Zion Canyon is the sort of place that impresses you with its sheer magnitude. While not the deepest canyon in the world, it possesses a quality in its scale that stands in contrast to the day to day surroundings in which most of us live. I find it's often difficult to convey that feeling in photographs, and even more difficult to photograph it in an interesting way. My early inclination was to seek out the grand vista points - places where you can take in the full scale of the scene. These few vista points are also very often photographed, and harder to photograph with a unique perspective.
Over time I think I have begun to see these kinds of scenes differently, photographically. In reality, nothing compromsises the impression of a place like Zion Canyon, Yosemite Valley, or the Grand Cayon quite like trying to convey it all in a 600 pixel image on a computer screen, or in a tiny print. Instead, I prefer to look for more subtle elements that suggest the scale indirectly.
One quality of these impressive canyons that I became aware of first in Yosemite, is how one side of the scene can be in full sunlight, while well off in the distance the towering canyon walls are in shadow. The distant walls lose contrast and take on a blue haze because of their distance, and because of the sunlight lighting the dusty air in between. I keep an eye open for moments when the elements properly come together for a scene like this, and that's what I found here up on the West Rim Trail in Zion.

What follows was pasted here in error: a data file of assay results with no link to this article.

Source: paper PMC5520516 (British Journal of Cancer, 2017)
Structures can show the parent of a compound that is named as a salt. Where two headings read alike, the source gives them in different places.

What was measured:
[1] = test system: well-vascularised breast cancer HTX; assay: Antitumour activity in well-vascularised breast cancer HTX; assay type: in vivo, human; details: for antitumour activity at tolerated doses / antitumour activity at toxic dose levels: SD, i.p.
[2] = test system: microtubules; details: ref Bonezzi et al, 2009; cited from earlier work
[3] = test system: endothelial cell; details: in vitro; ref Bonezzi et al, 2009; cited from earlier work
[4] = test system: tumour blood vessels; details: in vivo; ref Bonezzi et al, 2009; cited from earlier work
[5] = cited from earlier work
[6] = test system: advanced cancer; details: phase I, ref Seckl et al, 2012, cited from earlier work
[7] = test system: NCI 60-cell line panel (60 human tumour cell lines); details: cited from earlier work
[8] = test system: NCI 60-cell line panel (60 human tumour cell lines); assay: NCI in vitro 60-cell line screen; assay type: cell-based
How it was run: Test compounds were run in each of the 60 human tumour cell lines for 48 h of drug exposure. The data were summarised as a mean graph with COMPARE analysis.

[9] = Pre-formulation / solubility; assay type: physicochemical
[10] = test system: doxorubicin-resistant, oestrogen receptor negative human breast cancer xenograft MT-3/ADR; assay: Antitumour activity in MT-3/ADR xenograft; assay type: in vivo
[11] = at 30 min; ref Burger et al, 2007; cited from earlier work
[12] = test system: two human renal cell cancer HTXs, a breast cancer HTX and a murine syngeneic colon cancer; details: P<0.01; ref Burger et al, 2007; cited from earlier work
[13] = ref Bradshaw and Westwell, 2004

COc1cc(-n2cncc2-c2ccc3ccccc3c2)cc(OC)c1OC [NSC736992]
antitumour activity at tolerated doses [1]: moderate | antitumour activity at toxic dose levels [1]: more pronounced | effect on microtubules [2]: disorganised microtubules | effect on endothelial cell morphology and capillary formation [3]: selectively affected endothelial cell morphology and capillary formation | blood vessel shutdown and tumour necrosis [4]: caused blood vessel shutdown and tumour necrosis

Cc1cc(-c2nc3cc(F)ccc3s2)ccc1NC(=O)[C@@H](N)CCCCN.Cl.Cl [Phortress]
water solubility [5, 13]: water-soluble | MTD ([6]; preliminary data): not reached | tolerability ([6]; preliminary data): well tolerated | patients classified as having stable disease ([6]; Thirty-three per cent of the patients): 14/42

While my recent trip to Zion was ostensibly a dedicated photo-trip, we couldn't resist focusing one day on hiking instead. We took a morning to climb the Angel's Landing Trail, which was a fantastic experience worthy of its own write-up. After completing the Angel's Landing hike, we took a small detour along the West Rim Trail further north into Zion Canyon. Somewhere along that distance I found this view of several tall pines growing over a thousand feet abvoe above the canyon floor, with the towering east walls in the distance.
As a consequence of planning a strenuous morning hike with difficult terrain, we opted to take minimal camera gear along. That meant no tripod, no large format camera, and not even any prime lenses! I brought my Nikon 18-200VR lens along, as it is sort of a jack of all trades (but master of none). While its better to have gotten this photograph than not, I am a bit frustrated by softness at the edges, which seemed to be present in each of the few frames I took here (perhaps reality was 'soft', not the lens). Regardless, I was drawn to this scene for all the reasons I described above, and felt it was worth sharing.
Nikon D90 | Nikon 18-200VR@170mm | f/8 | 1/160s | ISO200 | Handheld
All text and images © Tyler Westcott, All rights reserved, Unless otherwise noted.